I have yet to visit a country that is better suited to big, chunky and solid pubs, where you can find heart-warming food surrounded by gentle architecture and a real sense of community. These types of pubs have been a mainstay of the small British village for hundreds of years (or more) and continue to be one of my favourite parts of the UK food and drink culture. I spent that later years of my teens in the green and gentle hills of Dorset, in the south of the UK, and here you can find some of the very best examples of countryside pubs that are the very centre of the surrounding community - here are three of my favourites.
I worked here for a year after I left school, and although I saw it from a slightly different perspective, it was a truly beautiful place to work. The gentle pink walls and impeccably thatched roof all draw me in, as does the striking green lawn and the towering but peaceful willow tree. This pub is in the pretty little village of Pimperne, which is as classical a southern countryside village as they come. The most exciting thing that happens here is a heated debate during a cricket match on a sunny Spring day. And although it's not the place to find adventure and multi-culturalism, it is the very epitome of a relaxed British village with a fantastic pub!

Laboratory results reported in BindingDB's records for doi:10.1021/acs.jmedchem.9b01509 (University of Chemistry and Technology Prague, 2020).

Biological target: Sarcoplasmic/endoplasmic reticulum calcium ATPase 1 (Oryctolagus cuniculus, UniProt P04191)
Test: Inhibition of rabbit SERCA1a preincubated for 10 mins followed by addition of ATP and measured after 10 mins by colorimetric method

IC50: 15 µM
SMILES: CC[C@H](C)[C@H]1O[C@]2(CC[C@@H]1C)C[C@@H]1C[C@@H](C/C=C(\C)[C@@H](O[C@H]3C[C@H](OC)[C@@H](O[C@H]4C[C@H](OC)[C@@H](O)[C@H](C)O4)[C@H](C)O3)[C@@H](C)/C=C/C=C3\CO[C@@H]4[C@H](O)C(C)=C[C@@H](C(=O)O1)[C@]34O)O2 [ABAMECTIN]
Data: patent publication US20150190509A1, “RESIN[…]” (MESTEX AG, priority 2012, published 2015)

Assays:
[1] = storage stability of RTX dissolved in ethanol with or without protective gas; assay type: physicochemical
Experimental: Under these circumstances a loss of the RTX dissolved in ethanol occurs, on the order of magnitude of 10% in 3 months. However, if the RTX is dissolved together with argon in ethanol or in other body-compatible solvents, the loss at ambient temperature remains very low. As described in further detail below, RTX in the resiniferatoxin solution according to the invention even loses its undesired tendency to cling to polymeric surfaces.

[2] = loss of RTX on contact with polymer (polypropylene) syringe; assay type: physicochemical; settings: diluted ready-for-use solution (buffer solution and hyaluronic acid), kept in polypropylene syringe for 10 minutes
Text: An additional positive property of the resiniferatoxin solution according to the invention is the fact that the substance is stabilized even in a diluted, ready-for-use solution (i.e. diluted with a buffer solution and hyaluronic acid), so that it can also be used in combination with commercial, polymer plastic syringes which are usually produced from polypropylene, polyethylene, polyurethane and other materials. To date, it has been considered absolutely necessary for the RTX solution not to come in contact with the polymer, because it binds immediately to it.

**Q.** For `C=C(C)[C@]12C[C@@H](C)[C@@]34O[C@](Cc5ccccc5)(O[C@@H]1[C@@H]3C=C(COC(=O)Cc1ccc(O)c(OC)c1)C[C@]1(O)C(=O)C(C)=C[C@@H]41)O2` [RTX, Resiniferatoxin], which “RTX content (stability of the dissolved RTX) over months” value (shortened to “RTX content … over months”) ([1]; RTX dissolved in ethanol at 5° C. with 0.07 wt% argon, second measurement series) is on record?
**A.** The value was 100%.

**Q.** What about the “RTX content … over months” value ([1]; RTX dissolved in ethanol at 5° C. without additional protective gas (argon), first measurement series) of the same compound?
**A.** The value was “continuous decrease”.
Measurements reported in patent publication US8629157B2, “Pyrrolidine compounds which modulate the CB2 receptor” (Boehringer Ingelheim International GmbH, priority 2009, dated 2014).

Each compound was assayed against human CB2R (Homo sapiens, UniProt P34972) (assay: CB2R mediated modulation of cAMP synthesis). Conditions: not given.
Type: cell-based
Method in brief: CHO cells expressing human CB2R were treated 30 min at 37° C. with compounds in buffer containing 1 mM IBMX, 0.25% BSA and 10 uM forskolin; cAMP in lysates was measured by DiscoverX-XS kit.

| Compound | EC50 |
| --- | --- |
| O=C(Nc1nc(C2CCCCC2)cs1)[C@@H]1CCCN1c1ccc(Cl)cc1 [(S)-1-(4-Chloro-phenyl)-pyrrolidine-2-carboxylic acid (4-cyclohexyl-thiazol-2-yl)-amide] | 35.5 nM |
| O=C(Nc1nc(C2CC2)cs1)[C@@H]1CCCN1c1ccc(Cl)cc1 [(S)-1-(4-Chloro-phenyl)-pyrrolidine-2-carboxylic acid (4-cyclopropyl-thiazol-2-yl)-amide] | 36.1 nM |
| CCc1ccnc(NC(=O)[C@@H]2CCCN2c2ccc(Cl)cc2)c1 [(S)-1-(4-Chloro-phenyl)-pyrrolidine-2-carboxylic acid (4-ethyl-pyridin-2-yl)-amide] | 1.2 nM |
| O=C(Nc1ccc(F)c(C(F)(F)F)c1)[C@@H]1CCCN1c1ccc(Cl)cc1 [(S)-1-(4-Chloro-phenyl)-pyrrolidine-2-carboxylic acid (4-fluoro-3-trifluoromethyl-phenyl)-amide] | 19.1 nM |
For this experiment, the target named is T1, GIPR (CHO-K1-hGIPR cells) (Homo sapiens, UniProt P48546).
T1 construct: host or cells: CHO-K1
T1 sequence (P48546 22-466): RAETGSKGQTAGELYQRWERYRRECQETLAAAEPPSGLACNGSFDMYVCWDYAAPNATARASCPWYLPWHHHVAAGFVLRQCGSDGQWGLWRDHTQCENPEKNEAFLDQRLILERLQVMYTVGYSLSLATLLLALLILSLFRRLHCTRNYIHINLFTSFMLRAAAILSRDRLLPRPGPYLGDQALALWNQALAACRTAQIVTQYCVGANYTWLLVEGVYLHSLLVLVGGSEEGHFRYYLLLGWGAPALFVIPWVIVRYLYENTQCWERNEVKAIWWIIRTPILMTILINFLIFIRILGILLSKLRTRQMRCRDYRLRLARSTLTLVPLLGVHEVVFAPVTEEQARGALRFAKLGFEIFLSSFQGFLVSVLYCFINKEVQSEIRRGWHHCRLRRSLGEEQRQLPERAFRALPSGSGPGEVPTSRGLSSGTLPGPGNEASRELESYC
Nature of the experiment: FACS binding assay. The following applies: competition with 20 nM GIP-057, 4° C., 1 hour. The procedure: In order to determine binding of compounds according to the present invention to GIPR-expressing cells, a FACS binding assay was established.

This is a pub that is following a growing (and very welcome) trend of incorporating incredibly high quality food in with a traditional and comfortable setting. The Brace of Pheasants has won multiple awards over the last few years for their locally produced, sourced and gathered ingredients. Dorset is a farming region, and so the wealth of animals and vegetables that can be seasonally used are only limited by the imagination of the chef. At this pub, that limit is yet to be reached, and they continually produce stunning dishes, while never forgetting the setting. This is another thatched roof beauty, and it really does feel like a central part of the little town it sits in. Every idyllic little English town has a local pub, and the very best are historical, inventive and welcoming - just like The Brace of Pheasants.
The Bankes Arms is another perfect example of when wonderful history and tradition combines with community and cuisine. An Italian chef with a flair for drama and presentation marries fantastically with this 16th Century grey stone building, which has a garden that overlooks the city. I love any kind of history, and to be able to sit inside of it, and have great food and drinks in this setting is remarkable. There are not many pubs that I've visited that can compare to the location and sense of past as The Bankes Arms. Corfe Castle was built by William the Conqueror, and was one of the earliest castles in the UK to be made of stone, so it's well worth visiting whilst you see the pub. or the other way around.